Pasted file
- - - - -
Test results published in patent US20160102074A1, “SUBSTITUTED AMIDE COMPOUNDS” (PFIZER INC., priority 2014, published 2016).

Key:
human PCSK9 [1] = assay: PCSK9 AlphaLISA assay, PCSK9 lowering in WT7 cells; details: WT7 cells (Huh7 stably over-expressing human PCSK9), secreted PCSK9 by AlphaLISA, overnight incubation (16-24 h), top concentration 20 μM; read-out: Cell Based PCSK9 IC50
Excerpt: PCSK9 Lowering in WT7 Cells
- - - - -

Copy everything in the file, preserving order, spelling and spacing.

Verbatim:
Test results published in patent US20160102074A1, “SUBSTITUTED AMIDE COMPOUNDS” (PFIZER INC., priority 2014, published 2016).

Key:
human PCSK9 [1] = assay: PCSK9 AlphaLISA assay, PCSK9 lowering in WT7 cells; details: WT7 cells (Huh7 stably over-expressing human PCSK9), secreted PCSK9 by AlphaLISA, overnight incubation (16-24 h), top concentration 20 μM; read-out: Cell Based PCSK9 IC50
Excerpt: PCSK9 Lowering in WT7 Cells